19. Oh, emotions, tell me about it… your post made me all teary, just thinking what you must be feeling. And actually in Jan/Feb I was all emotional doing the Phil part of this story, thinking of all that I could possibly be leaving behind. So I do totally understand how he must be feeling too. Luckily my story so far has gone well with my brain aneurysm being coiled. I wish Phil’s could be fixed with some platinum coil too.

    Can I be nosey and ask if Phil has seen your emotions? I truthfully would have liked to have seen some from my husband instead of his… well, umm, irritating, no show of emotions. So I’m thinking, wow, he’s really upset over this. NOT! Frankly, it pissed me off but I was too afraid of bursting the bubble in my head to get really angry over it.

    Anyway, I am so very sorry that you have to go through this. You are very lucky that you have so many caring people around you and all that comment on your blog. I imagine the kindness of people must feel good when there is so much going on in your life.

    I will keep Phil and you in my thoughts and prayers. Sending you big hugs. Take care.

  20. this is my favorite part of your writing, the honesty. it’s a great thing to realize that you’re not alone. you’re in my thoughts. <3

  21. I cried when I read this post. I can’t even imagine how you must feel. My thoughts are with you and your family.

  22. I often feel liked the most loved person in the entire world. Then I feel a twinge of guilt for those that do not know what that feels like. I am so happy to hear you feel supported and loved at this time. It is a miracle that you, as a family unit, have handled this so well… with such grace… and especially hope. Lots of love to you and yours. xoxo

  23. I really appreciate your honesty. I also see you as a strong woman. I am in the middle of Straight Up and Dirty and it comes across there too. It’s nice to hear that you have such a strong support system of others reaching out to help. I hope everything works out for the best! And there is nothing like a good matzo ball for some comfort good!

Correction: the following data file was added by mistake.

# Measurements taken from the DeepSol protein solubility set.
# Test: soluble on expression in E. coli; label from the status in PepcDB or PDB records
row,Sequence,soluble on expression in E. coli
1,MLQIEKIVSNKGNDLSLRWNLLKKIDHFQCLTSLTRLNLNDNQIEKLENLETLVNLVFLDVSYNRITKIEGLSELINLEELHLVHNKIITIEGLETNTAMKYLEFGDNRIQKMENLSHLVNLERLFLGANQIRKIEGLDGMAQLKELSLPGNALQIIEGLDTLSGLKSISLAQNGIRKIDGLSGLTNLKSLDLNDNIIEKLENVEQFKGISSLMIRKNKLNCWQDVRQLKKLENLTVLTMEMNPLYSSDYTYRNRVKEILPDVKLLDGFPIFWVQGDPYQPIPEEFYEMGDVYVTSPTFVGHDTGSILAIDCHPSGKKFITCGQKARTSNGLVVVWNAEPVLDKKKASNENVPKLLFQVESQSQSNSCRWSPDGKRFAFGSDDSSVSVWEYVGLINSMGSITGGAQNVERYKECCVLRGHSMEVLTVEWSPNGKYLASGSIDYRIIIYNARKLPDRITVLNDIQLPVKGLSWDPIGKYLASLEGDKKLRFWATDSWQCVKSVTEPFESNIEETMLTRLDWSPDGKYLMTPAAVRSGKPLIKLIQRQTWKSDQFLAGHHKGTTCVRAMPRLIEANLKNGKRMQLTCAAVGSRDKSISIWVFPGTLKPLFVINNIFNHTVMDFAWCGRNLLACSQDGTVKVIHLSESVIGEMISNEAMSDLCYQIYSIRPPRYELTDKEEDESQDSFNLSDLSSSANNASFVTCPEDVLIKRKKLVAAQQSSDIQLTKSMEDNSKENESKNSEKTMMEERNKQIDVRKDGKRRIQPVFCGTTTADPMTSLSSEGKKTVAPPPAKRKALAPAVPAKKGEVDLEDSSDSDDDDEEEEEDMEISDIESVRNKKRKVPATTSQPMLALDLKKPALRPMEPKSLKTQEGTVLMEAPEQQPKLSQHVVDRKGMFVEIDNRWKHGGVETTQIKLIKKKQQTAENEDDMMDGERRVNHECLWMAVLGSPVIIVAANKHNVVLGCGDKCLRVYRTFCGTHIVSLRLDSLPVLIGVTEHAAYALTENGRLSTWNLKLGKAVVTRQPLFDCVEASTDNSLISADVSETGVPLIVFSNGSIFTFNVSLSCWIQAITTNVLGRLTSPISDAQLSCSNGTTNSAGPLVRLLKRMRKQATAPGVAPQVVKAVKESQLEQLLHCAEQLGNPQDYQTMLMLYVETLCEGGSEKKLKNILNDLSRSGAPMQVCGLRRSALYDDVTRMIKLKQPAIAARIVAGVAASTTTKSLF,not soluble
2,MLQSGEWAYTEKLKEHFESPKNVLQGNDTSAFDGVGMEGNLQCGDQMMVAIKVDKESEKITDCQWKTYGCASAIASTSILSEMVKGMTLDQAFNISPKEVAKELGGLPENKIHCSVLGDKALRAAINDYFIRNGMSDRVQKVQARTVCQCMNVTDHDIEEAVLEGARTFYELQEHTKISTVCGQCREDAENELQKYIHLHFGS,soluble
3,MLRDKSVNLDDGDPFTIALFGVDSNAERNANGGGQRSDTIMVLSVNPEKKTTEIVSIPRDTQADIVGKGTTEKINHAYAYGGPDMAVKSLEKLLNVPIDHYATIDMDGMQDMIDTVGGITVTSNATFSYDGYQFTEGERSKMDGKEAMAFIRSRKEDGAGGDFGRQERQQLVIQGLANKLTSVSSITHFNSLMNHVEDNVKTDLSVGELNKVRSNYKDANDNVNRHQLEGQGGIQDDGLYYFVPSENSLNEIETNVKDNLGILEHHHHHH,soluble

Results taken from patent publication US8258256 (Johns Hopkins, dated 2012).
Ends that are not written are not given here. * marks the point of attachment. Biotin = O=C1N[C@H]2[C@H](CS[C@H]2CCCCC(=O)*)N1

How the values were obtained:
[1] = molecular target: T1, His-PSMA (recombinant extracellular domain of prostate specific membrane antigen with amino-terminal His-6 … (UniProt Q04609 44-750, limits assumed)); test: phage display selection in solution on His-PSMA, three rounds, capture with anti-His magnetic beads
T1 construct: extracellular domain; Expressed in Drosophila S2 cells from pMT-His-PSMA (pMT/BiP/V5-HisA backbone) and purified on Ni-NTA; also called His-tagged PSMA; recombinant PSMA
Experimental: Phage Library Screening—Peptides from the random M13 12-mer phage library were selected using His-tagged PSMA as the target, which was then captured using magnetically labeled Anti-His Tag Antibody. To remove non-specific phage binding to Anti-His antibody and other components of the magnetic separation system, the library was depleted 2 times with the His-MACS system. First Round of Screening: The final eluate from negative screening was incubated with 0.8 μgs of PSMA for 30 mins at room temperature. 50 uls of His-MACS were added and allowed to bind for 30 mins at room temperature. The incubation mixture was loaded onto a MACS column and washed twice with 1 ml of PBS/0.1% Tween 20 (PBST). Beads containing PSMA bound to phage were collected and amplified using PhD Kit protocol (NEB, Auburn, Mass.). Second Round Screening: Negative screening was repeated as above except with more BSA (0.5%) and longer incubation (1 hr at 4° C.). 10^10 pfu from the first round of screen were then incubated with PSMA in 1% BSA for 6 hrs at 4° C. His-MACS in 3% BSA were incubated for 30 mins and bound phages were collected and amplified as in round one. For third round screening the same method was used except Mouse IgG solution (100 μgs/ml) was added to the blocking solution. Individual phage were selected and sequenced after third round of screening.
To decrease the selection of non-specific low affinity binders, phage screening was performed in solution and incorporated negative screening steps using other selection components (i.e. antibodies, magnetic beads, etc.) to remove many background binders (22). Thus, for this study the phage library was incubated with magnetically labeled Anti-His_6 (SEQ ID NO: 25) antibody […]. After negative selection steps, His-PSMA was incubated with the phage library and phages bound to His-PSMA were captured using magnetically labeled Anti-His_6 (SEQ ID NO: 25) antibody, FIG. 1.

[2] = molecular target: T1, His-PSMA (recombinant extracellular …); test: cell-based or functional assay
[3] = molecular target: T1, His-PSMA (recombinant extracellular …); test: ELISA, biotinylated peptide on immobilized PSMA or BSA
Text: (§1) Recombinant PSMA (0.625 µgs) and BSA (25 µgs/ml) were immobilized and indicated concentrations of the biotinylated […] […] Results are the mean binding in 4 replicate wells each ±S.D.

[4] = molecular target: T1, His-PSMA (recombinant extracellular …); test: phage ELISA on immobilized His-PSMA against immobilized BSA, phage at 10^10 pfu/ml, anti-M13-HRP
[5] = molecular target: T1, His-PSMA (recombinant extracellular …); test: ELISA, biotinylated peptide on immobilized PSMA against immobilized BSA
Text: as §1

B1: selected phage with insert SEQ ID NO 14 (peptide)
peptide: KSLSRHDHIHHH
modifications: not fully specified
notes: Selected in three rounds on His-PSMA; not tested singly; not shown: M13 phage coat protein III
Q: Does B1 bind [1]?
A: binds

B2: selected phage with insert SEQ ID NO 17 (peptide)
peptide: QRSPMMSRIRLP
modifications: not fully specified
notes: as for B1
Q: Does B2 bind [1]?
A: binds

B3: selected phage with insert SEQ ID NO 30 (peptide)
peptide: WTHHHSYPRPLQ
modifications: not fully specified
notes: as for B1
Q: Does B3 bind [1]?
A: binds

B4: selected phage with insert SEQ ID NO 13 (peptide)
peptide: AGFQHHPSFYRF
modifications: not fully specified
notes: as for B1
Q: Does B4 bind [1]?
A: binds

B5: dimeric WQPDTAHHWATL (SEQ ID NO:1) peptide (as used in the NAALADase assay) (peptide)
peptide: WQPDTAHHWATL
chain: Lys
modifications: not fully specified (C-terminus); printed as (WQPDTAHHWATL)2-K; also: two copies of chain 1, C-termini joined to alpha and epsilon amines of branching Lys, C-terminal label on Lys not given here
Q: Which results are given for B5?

24. A day later..what happened to my comment? Did the medical student respond with a flame war? Oy. I was just trying to be supportive.

    1. A flame war? Falsely accused. I have a lot of respect for both Stephanie and her readers.

  25. I don’t need to share my personal story to compare, but when people ask me “how do you do it?” I respond with the only answer I know: “How can I NOT do it?” I have no choice, but to wake up every day, put my feet on the floor and move forward. I see that in you, making everything OK for everybody, storing up those reserves for when you might really have to call upon them. Mostly just want to say: I relate.


  26. As someone who is battling breast cancer, I can feel your pain and fear. My life has become a living cliche. Be present, appreciate every day, live life to the fullest, and don’t sweat the small stuff. From someone who has been caretaker of the universe, people reach out and appear in your life when you need them the most. There is no shelf life for compassion. Everyone who is there for you, wants to be. So just accept it and bask in the love. You are a beautiful family and I wish you all the best.

  27. Hang in there Stephanie. Miss Abigail’s impeccable seder table manners made me smile. You too, I’m sure!

  28. Hi Stephanie, I’m sorry that you have to deal with all of this. It’s hard. My Mom is feeling the same way that you’re feeling, as my Dad is dealing with a similar condition. It’s good that you made a friend nice enough to include you in family events. That’s important for you and for the kids to enjoy traditions without the grandparents close by.